7 ways to lower life insurance costs
Preparing for the inevitable isn't easy, but that doesn't mean you should spend more than you need to for coverage.
This post comes from Rob Berger at partner blog The Dough Roller.
It's also a great example of what I call "painless ways to save money." Lowering your life insurance premiums gives you an opportunity to reduce your monthly expenses without changing the way you live.
So I've pulled together seven ways you can pay less for life insurance:
Take a hard look at your finances and determine exactly how much life insurance you need. Consider the expenses your spouse or other dependents would be left with if you were to pass away unexpectedly. If you're trying to cut costs, there's no reason to buy more coverage than you really need.
Buying too much life insurance can significantly increase your costs: the higher the payout, the higher the premium. The key is to get the life insurance you need, but no more.
Apply the same principle to the term length of the coverage you purchase. If your mortgage will be paid off in five years, you may not need the same huge payout for a 10-year term. Remember, the longer the term, the more you pay.
Once you have a number in mind, you may find that you can save money by rounding up. Premium rates for certain levels of coverage often drop when you hit certain thresholds of coverage. Paradoxically, a $500,000 policy may cost less than a $490,000 policy.
Stop smoking and get in shape. When I purchased my term life insurance, I got three times the insurance as a friend of mine, but I paid less. He was overweight, and the result was much higher premiums. If you've lost weight since you bought life insurance, get new quotes to see if you can save some money.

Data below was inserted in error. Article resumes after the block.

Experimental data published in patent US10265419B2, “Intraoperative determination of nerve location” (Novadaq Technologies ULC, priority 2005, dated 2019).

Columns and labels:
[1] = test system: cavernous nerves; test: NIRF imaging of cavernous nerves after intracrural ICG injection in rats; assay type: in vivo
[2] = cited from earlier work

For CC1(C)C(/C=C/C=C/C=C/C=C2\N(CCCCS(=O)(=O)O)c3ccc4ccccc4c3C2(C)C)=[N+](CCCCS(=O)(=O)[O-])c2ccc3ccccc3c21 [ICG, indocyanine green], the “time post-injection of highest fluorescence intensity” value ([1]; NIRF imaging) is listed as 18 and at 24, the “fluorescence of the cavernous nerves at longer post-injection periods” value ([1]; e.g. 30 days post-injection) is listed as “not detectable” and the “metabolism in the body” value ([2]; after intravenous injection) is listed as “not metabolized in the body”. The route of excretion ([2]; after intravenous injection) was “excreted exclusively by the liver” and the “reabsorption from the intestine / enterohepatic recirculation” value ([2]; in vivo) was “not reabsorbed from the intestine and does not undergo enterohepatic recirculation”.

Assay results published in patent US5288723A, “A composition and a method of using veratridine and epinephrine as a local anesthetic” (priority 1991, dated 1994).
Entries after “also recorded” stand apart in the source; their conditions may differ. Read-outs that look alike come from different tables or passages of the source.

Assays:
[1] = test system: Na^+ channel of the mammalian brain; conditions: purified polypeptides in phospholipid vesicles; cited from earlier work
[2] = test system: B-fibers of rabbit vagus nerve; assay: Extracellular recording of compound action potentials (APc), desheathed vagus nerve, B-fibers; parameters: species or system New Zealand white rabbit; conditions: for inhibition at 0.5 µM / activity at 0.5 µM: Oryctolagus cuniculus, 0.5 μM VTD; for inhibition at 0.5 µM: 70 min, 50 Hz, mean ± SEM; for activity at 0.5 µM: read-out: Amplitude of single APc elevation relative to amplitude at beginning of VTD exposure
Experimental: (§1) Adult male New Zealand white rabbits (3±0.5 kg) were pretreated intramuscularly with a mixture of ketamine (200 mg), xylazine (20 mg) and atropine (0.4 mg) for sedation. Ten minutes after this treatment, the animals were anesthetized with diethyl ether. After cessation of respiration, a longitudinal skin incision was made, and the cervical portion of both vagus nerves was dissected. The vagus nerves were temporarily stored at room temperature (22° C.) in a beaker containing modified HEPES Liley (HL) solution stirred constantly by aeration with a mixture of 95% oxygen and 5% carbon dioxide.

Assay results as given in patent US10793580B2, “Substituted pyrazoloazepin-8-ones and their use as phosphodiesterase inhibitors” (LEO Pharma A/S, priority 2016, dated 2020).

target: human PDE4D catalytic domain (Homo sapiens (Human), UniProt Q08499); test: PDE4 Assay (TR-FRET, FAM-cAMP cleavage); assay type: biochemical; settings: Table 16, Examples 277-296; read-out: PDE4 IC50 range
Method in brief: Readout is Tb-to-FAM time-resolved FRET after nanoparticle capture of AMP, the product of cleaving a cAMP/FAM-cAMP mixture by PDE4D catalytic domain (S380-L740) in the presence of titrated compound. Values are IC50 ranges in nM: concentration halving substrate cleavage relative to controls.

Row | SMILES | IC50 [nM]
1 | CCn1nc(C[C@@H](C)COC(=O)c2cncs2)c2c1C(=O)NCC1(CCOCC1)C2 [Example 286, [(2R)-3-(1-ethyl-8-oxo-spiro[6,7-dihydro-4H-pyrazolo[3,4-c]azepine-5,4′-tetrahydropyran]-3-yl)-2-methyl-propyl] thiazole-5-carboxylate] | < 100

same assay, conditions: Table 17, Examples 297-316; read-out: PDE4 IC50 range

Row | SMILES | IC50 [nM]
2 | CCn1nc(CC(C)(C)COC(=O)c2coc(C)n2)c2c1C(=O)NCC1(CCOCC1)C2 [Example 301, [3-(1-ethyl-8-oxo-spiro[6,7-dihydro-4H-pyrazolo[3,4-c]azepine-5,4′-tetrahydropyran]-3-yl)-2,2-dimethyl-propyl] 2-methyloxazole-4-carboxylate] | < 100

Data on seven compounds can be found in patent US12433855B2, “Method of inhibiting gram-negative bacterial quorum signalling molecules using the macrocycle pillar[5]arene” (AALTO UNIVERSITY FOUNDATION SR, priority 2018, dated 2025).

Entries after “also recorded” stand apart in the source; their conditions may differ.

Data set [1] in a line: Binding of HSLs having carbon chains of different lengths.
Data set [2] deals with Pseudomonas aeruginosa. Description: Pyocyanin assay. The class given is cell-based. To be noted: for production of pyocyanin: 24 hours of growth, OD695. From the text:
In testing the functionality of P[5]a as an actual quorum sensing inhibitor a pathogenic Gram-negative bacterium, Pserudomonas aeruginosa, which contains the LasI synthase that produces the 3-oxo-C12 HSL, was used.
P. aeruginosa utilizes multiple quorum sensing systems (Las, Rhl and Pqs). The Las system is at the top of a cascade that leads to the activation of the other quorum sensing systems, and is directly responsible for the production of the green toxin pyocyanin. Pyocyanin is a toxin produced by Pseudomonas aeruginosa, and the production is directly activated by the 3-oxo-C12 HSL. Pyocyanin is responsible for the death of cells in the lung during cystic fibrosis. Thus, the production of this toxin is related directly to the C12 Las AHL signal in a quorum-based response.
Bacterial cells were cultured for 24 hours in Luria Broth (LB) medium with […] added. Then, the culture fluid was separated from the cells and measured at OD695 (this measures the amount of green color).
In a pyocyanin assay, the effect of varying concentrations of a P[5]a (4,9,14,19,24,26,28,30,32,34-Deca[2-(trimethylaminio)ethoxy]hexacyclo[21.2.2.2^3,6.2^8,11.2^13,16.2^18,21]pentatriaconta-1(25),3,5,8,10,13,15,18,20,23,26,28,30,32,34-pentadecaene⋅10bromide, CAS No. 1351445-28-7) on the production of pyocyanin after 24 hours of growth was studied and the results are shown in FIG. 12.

As you're shopping for policies, be sure to check for hidden fees. Some insurers charge extra fees if you pay on a monthly basis rather than yearly. And insurance companies offer add-ons, called riders, that often offer additional coverage you don't need. A few examples:
- Accidental death benefit. If the insured's death is an accident, the payout is increased (often doubled).
- Waiver of premium rider. If the insured becomes disabled, this rider will waive the payment of premiums. This is similar to an insurance policy that pays the mortgage if the homeowner loses his or her job or becomes disabled.
- Disability income rider. With this rider, you'll receive a certain amount of income should you become disabled.
- Term conversion rider. Want to convert your term insurance policy into a whole- or universal-life policy? The term conversion rider gives you that option.
- Accelerated death benefit rider. If you become terminally ill, you can collect some of your life insurance proceeds while you're still alive.
Generally, these riders are a lot like the extras car dealerships try to sell you. Most people don't need them, and they aren't worth the cost.
Stick with term life insurance. There are circumstances when a whole- or universal-life policy is a good option, but for most people most of the time, term life insurance is best. And it's a lot cheaper.
As with any product, you'll want to shop around. Thankfully, most insurers make policy quotes available online. You can hop on the Web and shop for a policy that suits your needs. As you're shopping, make sure you're comparing like policies with like terms. While one company might offer a policy with a lower premium for the same coverage, it may have exclusions that make the policy differ in important ways.
More from The Dough Roller and MSN Money:
- The best interest-free credit cards
- The pros and cons of whole life insurance
- How to find 'safe' dividend-paying stocks
- Smart Spending on the go: Get our app for Android or iPhone
- Top 10 life insurance myths
It also features a Needs Assessment calculator, as well, so that you know how much coverage you should get.
whoever dwell in the shelter of the most high
Will rest in shadow of the almighty
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